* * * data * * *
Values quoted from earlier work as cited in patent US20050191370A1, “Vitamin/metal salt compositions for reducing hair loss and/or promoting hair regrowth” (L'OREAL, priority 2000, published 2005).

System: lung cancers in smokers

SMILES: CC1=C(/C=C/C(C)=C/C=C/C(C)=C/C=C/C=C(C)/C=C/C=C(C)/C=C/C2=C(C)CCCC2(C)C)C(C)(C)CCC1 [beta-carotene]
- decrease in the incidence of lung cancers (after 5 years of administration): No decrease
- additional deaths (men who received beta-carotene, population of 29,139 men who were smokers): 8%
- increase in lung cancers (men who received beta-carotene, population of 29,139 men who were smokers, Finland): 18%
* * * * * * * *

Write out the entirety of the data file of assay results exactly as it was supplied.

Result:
Values quoted from earlier work as cited in patent US20050191370A1, “Vitamin/metal salt compositions for reducing hair loss and/or promoting hair regrowth” (L'OREAL, priority 2000, published 2005).

System: lung cancers in smokers

SMILES: CC1=C(/C=C/C(C)=C/C=C/C(C)=C/C=C/C=C(C)/C=C/C=C(C)/C=C/C2=C(C)CCCC2(C)C)C(C)(C)CCC1 [beta-carotene]
- decrease in the incidence of lung cancers (after 5 years of administration): No decrease
- additional deaths (men who received beta-carotene, population of 29,139 men who were smokers): 8%
- increase in lung cancers (men who received beta-carotene, population of 29,139 men who were smokers, Finland): 18%